Wisconsin Traffic Tickets and Moving Violations
The state of Wisconsin issues citations for a variety of driving infractions. There’s usually a code associated with the violation inscribed on the ticket, and you’re required to follow the directives to avoid serious consequences like having your Wisconsin drivers license suspended.
Most minor infractions can be settled by paying a fine, but some violations may require a court appearance. And if you get enough traffic tickets your driving privileges may be limited or revoked altogether.
It’s important to know what traffic tickets you could receive and what it will cost you before you hit the road. Here’s a closer look at Wisconsin’s driving laws and penalties, as well as some tips on what to do once you’ve been issued a traffic ticket.
Types of Traffic Tickets in Wisconsin
Traffic tickets usually fall under the category of strict-liability offenses, which means that criminal intent is factored out completely. If there is proof you committed the act – usually a law enforcement officer’s testimony – then the law can be enforced without further process. Practically speaking, this means you don’t have to go to court and bother a judge every time you get a speeding ticket.
Many infractions that are connected to a vehicle have nothing to do with your driving. All proper safety features and identifying markers have to be in place at all times. Violating these regulations is considered a non-moving violation. They include but are not limited to:
- Parking in an illegal zone (near a fire hydrant, bus stop, etc.).
- Being on the road with expired license plates or vehicle registration.
- Not displaying a license plate properly.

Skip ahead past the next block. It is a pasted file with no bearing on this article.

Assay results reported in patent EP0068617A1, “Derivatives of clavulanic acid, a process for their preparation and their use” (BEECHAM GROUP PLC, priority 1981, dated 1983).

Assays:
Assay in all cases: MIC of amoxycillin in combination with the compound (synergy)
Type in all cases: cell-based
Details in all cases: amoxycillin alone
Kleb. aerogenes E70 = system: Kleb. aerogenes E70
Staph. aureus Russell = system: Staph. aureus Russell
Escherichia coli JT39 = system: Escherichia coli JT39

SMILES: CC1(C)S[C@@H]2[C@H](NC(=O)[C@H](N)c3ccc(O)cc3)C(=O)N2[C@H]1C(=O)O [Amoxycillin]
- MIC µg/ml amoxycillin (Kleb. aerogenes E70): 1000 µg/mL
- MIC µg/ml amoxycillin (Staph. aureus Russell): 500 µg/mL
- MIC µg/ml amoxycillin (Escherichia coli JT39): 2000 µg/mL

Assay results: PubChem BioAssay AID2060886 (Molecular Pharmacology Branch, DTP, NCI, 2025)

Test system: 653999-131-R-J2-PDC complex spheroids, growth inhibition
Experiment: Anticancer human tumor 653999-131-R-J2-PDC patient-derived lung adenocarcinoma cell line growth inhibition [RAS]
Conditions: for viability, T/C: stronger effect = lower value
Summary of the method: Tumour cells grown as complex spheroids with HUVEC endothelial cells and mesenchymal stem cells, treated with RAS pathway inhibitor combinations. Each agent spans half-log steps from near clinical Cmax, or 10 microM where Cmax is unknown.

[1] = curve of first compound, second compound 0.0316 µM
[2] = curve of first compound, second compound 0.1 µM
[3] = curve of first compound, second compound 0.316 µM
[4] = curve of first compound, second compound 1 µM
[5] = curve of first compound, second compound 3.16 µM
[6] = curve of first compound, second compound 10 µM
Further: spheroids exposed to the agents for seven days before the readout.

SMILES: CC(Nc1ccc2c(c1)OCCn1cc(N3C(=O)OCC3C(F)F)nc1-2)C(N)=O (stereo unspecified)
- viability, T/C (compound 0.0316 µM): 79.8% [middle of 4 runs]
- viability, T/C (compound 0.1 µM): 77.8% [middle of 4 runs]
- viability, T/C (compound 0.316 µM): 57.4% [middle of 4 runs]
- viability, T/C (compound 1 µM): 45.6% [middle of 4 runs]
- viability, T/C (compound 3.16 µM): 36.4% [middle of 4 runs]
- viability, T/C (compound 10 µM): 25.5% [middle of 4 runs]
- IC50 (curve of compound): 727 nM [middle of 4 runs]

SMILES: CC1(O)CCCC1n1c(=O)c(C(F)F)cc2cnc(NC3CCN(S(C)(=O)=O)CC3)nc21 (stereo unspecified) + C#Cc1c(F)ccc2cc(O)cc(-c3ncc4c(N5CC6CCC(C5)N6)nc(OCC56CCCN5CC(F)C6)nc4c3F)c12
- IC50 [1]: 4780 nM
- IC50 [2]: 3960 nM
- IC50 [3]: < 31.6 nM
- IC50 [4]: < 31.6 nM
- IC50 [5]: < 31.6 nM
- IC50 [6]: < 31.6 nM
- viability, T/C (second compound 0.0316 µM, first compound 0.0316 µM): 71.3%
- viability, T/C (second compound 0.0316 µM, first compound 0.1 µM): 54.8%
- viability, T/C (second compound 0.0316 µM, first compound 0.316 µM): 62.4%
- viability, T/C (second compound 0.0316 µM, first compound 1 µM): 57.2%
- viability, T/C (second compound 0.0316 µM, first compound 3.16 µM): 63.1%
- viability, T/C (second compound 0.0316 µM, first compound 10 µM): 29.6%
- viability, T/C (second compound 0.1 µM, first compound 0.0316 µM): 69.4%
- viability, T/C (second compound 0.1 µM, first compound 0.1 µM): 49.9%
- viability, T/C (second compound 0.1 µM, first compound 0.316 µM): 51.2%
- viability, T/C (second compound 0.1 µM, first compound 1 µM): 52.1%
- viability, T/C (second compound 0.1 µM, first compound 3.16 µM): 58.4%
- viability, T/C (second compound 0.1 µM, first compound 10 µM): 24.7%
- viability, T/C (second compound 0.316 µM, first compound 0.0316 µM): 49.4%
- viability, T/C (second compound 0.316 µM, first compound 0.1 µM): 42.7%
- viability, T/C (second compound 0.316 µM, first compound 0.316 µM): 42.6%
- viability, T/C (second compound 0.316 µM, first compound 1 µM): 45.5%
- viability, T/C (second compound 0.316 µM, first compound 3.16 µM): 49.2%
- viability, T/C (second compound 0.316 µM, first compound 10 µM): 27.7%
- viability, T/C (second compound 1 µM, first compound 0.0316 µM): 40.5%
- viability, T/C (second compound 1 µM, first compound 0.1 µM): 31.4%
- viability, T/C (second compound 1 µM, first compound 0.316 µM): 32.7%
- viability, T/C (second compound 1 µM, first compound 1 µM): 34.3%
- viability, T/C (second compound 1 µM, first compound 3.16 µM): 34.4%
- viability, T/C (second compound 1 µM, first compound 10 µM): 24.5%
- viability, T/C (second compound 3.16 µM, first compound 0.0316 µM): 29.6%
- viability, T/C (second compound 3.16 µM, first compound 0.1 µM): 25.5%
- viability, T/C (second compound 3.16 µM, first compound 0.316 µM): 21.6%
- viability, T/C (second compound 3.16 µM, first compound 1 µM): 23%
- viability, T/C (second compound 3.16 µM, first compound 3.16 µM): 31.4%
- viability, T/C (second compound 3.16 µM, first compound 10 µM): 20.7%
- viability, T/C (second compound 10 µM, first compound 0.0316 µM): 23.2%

On the flip side, there are moving violations. These are what a lot of people think of when they hear the words traffic ticket. Common moving violations include:
- OWI (driving under the influence of drugs or alcohol)
- Driving without a seat belt
Cell Phone Use Offenses
Wisconsin is on a mission to end distracted driving. It’s a major safety concern that’s largely caused by the use of cell phones. All the advances in automobile and phone technology can’t account for the simple fact that using your phone while driving is a seriously dangerous distraction.
The state of Wisconsin has specific cell phone driving laws that are designed to discourage drivers from talking and texting behind the wheel.
- No driver is allowed to text while driving – period.
- Teenagers and other drivers holding an instruction permit or probationary license are not allowed to use cell phones at all while driving, unless reporting an emergency.
- No drivers are allowed to use handheld or hands-free devices in a road work zone unless they are reporting an emergency.
- Those holding a full driver’s license are allowed to use their phones while driving, so long as they are able to do so safely.
It’s important to remember that even if you are technically allowed to use a cell phone you can still get pulled over and ticketed. If the phone causes you to drive erratically or you’re obviously distracted you can get a ticket for reckless driving.
The Consequences of Getting a Traffic Ticket in Wisconsin
If you get a traffic ticket in Wisconsin there are going to be consequences that can be costly. In most cases you’ll have to pay a fine and will receive points on your driving record that can lead to more negative repercussions.
Fines for Traffic Violations
The fines vary depending on the location and traffic violation. If you take a look at your traffic ticket you should see the fine that you’ll have to pay.
In Wisconsin, traffic ticket fines aren’t cheap. The fines for speeding generally range from $200-$800. If you get caught running a stop sign or red light you can expect to pay $85+ in fines. A serious offense like operating while under the influence (OWI) comes with various fines that amount to $735-$925 for first-time offenders.